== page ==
> It is an old theorem that in Hex, once the board has been completely > filled in with two colours, there *must* be a winning path for one > or other of them. > > Now, I can prove this easily enough mathematically, but I'm wondering if > there is a simple proof, or proof outline, that would be understandable > and reasonably convincing to the intelligent layman.
The easy part is proving that both players can't win at the same time:
Assume that there is a white path connecting top and bottom and a black path connecting left to right. These must intersect, but on a hex board two paths can only intersect if they share a hex. Since this can't be both black and white, one of the paths must be broken. This contradicts the assumption.
It is a bit harder proving that one side must win. But it isn't too bad.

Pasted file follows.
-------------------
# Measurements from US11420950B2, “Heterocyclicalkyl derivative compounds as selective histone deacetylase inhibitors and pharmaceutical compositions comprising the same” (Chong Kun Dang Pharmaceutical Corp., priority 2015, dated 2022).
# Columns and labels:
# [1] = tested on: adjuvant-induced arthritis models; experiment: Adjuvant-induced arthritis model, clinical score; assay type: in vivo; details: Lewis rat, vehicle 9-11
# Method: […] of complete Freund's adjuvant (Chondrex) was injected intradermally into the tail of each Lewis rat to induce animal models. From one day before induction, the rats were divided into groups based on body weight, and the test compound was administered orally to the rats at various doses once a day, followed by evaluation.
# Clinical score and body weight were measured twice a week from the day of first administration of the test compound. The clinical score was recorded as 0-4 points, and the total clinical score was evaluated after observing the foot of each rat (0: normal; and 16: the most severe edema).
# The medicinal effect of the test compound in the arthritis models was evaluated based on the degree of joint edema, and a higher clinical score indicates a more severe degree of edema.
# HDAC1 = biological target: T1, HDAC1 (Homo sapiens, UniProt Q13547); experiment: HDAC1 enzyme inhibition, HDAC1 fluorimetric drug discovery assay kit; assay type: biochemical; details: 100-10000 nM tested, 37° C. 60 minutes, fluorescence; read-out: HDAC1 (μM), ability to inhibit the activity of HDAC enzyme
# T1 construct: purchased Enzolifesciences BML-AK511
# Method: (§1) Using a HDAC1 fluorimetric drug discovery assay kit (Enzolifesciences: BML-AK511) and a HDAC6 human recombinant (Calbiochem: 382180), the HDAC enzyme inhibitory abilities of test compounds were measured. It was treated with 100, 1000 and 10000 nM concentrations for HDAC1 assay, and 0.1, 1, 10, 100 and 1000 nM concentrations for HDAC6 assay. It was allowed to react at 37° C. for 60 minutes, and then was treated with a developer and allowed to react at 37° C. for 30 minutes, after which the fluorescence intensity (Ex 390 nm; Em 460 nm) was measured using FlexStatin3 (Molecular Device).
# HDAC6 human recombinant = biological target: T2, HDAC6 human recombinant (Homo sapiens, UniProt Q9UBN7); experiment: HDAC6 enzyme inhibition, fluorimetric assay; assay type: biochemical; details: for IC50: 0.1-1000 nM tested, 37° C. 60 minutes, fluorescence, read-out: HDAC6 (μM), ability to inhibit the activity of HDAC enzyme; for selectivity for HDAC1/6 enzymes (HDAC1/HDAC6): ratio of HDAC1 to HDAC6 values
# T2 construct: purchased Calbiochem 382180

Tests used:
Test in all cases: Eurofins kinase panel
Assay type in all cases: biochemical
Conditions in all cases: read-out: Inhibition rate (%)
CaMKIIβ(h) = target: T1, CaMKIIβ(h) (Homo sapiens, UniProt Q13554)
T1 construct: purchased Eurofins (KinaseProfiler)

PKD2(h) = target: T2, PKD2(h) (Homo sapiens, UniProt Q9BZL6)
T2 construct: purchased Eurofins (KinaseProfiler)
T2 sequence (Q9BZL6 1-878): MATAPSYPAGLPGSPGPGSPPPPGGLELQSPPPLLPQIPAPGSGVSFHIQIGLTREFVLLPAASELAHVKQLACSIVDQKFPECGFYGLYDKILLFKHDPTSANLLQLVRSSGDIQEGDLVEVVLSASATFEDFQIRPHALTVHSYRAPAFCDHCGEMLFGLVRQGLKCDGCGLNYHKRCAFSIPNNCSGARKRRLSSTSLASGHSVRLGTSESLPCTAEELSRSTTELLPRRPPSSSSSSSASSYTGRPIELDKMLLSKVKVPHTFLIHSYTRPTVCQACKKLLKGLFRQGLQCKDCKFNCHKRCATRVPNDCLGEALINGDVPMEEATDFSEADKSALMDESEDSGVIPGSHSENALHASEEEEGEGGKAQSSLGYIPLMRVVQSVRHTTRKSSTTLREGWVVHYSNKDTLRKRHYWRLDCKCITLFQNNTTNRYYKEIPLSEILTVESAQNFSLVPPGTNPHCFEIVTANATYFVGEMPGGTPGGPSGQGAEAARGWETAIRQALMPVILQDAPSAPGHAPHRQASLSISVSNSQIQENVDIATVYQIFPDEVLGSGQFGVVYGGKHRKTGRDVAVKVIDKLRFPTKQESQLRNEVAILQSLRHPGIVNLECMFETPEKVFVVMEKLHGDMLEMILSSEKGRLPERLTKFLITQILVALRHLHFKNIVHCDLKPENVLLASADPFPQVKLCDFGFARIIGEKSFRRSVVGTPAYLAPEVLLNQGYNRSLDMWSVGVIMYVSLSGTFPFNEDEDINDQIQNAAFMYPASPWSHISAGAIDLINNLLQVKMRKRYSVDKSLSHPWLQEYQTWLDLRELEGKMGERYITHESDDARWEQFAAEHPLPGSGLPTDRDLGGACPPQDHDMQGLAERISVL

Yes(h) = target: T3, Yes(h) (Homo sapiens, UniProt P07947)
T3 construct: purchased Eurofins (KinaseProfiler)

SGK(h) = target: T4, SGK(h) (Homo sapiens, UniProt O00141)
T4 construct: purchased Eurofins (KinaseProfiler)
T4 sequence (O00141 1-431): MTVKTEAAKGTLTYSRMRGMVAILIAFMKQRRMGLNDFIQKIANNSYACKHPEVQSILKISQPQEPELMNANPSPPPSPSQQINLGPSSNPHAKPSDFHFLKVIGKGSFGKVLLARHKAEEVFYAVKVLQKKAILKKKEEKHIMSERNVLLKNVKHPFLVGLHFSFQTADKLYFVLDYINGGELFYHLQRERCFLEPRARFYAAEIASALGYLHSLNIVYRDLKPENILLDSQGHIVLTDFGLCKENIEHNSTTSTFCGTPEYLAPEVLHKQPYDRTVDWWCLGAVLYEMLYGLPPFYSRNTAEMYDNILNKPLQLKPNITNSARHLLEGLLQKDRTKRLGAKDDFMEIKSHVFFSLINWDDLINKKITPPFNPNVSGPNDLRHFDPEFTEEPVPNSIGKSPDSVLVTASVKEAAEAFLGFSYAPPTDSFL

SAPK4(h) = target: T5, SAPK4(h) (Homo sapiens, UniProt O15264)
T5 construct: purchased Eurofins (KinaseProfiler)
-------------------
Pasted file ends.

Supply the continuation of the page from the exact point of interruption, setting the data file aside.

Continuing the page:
We consider connected areas of one colour. It is easy to see that an area that does not connect to the edge of the board must be completely sorrounded by the other colour, so it makes no difference if we replace these by the sorrounding colour (as it neither blocks nor connects anything). We are now left only with areas that connect to the edge of the board. Those that connect to only one edge of the board (corners are counted as two edges) can also be replaced with the other colour, so we are left with areas that connect two or more edges of the board. If an area is at a corner and only touches the two sides that share that corner, it can also be replaced by the opposite colour. This can be repeated until the only remaining areas touch two opposite edges (and possibly more). If there is only one area left, that colour obviously wins. If there are more than one area left, the pair of opposite edges they connect must be the same (otherwise the areas would cross, which we showed above isn't possible). So one pair of opposite edges are connected by both colours, and one of them must be the colour that has this as a goal.